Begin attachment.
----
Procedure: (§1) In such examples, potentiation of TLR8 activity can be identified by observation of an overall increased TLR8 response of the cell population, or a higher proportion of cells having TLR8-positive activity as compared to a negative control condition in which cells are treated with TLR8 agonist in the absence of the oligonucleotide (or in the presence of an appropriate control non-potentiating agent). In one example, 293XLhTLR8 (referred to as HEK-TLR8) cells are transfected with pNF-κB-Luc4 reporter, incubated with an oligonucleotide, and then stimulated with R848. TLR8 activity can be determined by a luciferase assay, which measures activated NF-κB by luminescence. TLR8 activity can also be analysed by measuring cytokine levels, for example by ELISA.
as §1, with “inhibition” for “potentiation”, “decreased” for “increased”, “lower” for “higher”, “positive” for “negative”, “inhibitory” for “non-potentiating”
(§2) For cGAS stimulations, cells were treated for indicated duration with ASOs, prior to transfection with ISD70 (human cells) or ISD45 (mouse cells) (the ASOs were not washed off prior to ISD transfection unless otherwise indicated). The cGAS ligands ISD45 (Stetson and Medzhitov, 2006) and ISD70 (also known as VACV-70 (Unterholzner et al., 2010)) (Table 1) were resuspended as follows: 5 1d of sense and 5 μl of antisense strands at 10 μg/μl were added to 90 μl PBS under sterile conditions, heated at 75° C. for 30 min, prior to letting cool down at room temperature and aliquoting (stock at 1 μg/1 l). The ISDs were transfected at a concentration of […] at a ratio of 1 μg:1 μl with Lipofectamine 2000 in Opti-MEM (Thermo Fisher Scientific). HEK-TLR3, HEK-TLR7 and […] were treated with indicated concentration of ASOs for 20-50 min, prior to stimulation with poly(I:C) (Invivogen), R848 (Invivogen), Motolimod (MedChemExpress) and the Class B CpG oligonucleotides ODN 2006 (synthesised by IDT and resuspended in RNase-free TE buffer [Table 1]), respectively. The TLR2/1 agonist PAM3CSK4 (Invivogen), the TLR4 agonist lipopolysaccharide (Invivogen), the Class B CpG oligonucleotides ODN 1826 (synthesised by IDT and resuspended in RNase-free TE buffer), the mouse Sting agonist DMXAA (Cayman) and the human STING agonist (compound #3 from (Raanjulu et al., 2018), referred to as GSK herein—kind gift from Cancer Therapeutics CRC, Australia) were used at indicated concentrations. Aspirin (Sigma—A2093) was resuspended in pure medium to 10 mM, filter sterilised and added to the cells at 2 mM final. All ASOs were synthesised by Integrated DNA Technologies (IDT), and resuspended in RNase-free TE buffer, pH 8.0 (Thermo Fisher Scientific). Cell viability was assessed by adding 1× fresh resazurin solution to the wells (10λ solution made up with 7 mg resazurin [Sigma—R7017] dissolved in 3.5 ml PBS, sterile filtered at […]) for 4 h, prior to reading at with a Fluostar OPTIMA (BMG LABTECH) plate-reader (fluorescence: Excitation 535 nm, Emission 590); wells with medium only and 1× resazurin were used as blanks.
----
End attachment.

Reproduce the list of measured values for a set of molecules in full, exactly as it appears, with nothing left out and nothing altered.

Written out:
Procedure: (§1) In such examples, potentiation of TLR8 activity can be identified by observation of an overall increased TLR8 response of the cell population, or a higher proportion of cells having TLR8-positive activity as compared to a negative control condition in which cells are treated with TLR8 agonist in the absence of the oligonucleotide (or in the presence of an appropriate control non-potentiating agent). In one example, 293XLhTLR8 (referred to as HEK-TLR8) cells are transfected with pNF-κB-Luc4 reporter, incubated with an oligonucleotide, and then stimulated with R848. TLR8 activity can be determined by a luciferase assay, which measures activated NF-κB by luminescence. TLR8 activity can also be analysed by measuring cytokine levels, for example by ELISA.
as §1, with “inhibition” for “potentiation”, “decreased” for “increased”, “lower” for “higher”, “positive” for “negative”, “inhibitory” for “non-potentiating”
(§2) For cGAS stimulations, cells were treated for indicated duration with ASOs, prior to transfection with ISD70 (human cells) or ISD45 (mouse cells) (the ASOs were not washed off prior to ISD transfection unless otherwise indicated). The cGAS ligands ISD45 (Stetson and Medzhitov, 2006) and ISD70 (also known as VACV-70 (Unterholzner et al., 2010)) (Table 1) were resuspended as follows: 5 1d of sense and 5 μl of antisense strands at 10 μg/μl were added to 90 μl PBS under sterile conditions, heated at 75° C. for 30 min, prior to letting cool down at room temperature and aliquoting (stock at 1 μg/1 l). The ISDs were transfected at a concentration of […] at a ratio of 1 μg:1 μl with Lipofectamine 2000 in Opti-MEM (Thermo Fisher Scientific). HEK-TLR3, HEK-TLR7 and […] were treated with indicated concentration of ASOs for 20-50 min, prior to stimulation with poly(I:C) (Invivogen), R848 (Invivogen), Motolimod (MedChemExpress) and the Class B CpG oligonucleotides ODN 2006 (synthesised by IDT and resuspended in RNase-free TE buffer [Table 1]), respectively. The TLR2/1 agonist PAM3CSK4 (Invivogen), the TLR4 agonist lipopolysaccharide (Invivogen), the Class B CpG oligonucleotides ODN 1826 (synthesised by IDT and resuspended in RNase-free TE buffer), the mouse Sting agonist DMXAA (Cayman) and the human STING agonist (compound #3 from (Raanjulu et al., 2018), referred to as GSK herein—kind gift from Cancer Therapeutics CRC, Australia) were used at indicated concentrations. Aspirin (Sigma—A2093) was resuspended in pure medium to 10 mM, filter sterilised and added to the cells at 2 mM final. All ASOs were synthesised by Integrated DNA Technologies (IDT), and resuspended in RNase-free TE buffer, pH 8.0 (Thermo Fisher Scientific). Cell viability was assessed by adding 1× fresh resazurin solution to the wells (10λ solution made up with 7 mg resazurin [Sigma—R7017] dissolved in 3.5 ml PBS, sterile filtered at […]) for 4 h, prior to reading at with a Fluostar OPTIMA (BMG LABTECH) plate-reader (fluorescence: Excitation 535 nm, Emission 590); wells with medium only and 1× resazurin were used as blanks.